We do not live in a restaurant-free hellhole. We are not scavenging for scraps in the empty husk of the downtown McDonald’s. The city is doing just fine, thanks. At some point, you have to apply Occam’s Razor to those threats and consider the source: maybe the restaurant owners who threaten apocalypse with every minimum wage hike are simply doing so because they don’t want to pay their employees more money?

Now, some might argue that Seattle would be doing even better if we didn’t raise the minimum wage. That argument is pretty dumb. Sure, we could goose unemployment numbers lower if we got rid of the minimum wage entirely, but then we’d be expecting those employees making $7, or $6, or $5 dollars an hour to figure out how to survive as human beings in Seattle in 2016. In fact, because that would literally be impossible, we’d likely be paying more in government programs for housing and food to subsidize low-wage employers.

So yes, the unemployment numbers are a great sign for Seattle. But they’re not just great because they mean more Seattleites are working — they’re great because they demonstrate that an economy doesn’t have to be a race to the bottom in order to succeed. Seattle is racing to the top by ensuring that even our lowest-paid workers have enough money to be full participants in the economy, and the sky hasn’t fallen. In fact, we’re flying high.



Daily Clips: October 19th, 2016

Would progressive economics win over Trump’s white working class voters? Mike Konczal is one of my favorite thinkers and he delivers an excellent piece on how the Democratic Party can bring-in disenchanted Trump supporters. He says:

The inability of liberals to use this opportunity to push an economic agenda that speaks to Trump’s voters is a waste, both because they are our fellow citizens and because winning them on the economics can defuse the very racism and authoritarianism that is scary about them.

Poll: Clinton up 4 points over Trump in Arizona: When pundits said Trump was going to redraw the electoral map, who knew this is what they meant?!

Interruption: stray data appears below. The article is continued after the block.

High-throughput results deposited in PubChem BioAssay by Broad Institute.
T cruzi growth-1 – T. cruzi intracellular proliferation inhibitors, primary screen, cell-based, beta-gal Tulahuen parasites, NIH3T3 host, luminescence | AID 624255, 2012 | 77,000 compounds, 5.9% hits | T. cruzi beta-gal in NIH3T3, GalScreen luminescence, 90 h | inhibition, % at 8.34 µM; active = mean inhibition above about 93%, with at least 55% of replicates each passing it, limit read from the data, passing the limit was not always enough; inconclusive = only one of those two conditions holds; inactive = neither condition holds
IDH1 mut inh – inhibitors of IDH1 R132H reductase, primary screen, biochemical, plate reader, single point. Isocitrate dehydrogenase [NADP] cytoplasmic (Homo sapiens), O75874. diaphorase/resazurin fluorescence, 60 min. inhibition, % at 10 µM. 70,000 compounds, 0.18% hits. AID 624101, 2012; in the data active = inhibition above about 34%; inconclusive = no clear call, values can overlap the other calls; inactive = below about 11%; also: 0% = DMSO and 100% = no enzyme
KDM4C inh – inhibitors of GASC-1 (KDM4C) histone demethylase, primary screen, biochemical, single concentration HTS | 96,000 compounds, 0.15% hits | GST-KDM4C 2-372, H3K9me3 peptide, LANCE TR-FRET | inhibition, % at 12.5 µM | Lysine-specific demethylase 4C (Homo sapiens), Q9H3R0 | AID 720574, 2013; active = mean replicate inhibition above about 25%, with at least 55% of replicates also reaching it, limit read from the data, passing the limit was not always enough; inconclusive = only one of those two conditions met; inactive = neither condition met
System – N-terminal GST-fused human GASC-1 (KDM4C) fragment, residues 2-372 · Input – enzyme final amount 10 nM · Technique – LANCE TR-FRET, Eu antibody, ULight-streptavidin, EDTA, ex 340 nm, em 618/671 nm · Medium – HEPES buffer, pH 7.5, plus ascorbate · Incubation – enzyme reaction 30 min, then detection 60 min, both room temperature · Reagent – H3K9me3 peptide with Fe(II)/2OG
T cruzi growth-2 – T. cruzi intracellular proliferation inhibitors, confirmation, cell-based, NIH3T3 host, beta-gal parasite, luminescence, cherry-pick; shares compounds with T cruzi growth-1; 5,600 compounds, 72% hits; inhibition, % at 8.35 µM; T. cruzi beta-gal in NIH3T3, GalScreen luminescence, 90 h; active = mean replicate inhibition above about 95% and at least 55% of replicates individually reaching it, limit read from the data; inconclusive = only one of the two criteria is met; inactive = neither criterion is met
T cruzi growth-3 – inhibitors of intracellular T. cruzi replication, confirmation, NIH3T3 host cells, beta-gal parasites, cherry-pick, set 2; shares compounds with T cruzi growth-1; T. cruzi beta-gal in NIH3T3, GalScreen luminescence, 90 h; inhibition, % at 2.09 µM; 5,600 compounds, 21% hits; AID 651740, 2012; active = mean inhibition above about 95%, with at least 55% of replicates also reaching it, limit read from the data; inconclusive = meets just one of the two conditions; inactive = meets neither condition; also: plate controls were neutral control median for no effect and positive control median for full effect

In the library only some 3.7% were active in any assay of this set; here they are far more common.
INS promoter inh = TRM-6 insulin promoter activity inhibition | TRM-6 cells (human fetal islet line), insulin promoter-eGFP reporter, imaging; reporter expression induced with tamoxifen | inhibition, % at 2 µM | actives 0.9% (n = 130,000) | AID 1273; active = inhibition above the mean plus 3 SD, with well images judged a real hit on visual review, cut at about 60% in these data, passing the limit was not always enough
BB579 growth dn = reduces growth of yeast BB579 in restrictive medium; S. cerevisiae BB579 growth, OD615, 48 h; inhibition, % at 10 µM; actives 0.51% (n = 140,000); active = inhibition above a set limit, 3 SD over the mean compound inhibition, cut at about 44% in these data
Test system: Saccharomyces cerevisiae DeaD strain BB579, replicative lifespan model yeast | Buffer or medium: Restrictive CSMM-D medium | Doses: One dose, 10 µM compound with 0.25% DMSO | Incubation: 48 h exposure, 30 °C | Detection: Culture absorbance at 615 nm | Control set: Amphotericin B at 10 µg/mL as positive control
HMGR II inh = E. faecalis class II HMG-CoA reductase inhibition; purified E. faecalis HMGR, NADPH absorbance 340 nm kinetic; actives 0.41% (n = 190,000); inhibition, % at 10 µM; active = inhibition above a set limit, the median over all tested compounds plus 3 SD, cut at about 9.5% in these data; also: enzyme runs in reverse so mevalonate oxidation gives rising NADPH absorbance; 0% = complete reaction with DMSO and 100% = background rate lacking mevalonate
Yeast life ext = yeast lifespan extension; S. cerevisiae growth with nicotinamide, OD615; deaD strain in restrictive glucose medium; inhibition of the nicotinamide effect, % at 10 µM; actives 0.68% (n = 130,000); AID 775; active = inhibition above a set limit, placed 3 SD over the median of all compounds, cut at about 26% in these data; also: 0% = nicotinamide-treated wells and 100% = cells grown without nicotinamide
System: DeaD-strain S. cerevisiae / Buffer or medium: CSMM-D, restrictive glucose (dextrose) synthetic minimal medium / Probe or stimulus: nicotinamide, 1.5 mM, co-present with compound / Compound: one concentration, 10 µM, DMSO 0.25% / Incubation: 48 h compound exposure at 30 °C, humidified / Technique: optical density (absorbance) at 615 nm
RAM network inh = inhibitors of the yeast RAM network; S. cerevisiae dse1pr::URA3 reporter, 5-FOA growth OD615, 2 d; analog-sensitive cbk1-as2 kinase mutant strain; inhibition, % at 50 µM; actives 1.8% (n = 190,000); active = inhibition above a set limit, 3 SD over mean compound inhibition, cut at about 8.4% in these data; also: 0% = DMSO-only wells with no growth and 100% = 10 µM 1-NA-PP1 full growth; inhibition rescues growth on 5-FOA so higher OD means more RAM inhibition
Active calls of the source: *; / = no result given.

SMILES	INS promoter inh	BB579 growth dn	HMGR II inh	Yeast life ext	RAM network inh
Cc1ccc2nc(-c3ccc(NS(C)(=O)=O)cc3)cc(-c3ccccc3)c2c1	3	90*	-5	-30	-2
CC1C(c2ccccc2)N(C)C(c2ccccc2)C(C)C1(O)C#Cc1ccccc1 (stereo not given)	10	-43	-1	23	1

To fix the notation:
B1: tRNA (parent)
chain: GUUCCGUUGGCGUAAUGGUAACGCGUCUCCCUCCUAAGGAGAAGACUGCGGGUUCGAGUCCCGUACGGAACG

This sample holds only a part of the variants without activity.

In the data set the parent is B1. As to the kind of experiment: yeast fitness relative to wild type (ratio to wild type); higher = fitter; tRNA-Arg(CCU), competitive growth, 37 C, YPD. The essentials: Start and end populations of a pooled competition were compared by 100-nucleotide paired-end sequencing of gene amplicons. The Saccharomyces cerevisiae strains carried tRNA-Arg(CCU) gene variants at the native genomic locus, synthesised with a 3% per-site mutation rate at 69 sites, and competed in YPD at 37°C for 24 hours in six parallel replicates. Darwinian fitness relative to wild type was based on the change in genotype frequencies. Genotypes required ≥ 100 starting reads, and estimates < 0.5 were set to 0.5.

McCain vows that political gridlock will continue:

Whether this was a case of a politician revealing his true intentions, or — maybe more likely — a Republican playing to what he knew his partisan audiences wanted to hear, it’s a disaster for democracy and constitutional government.

Guns at polling places worry Virginia election officials:

The Prince William County electoral board, wary of the heated atmosphere of the coming Election Day, considered seeking a one-day ban on weapons at polling places located on private property but was rebuked by a gun-friendly state legislator. Late last week, Del. Robert G. Marshall (R-Prince William) sent a letter to the board pointing out that it has no power to ban guns from polling places except for schools and courthouses, where weapons are prohibited by state law.

Tweet of the day:

Daily Clips: October 18th, 2016

Small donors still aren’t as important as wealthy ones: Contrary to popular belief, the authors argue that “the truth is that small donors aren’t as important to campaigns as they were before internet fundraising became popular.”

Wal-Mart figures out that paying workers more helps retain talent: Turns out that Wal-Mart could afford to pay their workers better.

Trump: maybe Paul Ryan wants me to lose he can run in 2020: A broken clock is right twice a day.

Americans work 25% more than Europeans, study finds: 

“As recently as the early 1970s, according to several studies, people in the U.S. and Western Europe worked about the same number of hours per week.”

Tweet of the day:

Governor of Maine Claims an Increased Minimum Wage Will Kill Senior Citizens, Somehow

If you think this is a dumb thing for the governor of Maine to say, history indicates that you should just wait a couple days; he's sure to say something even dumber pretty soon.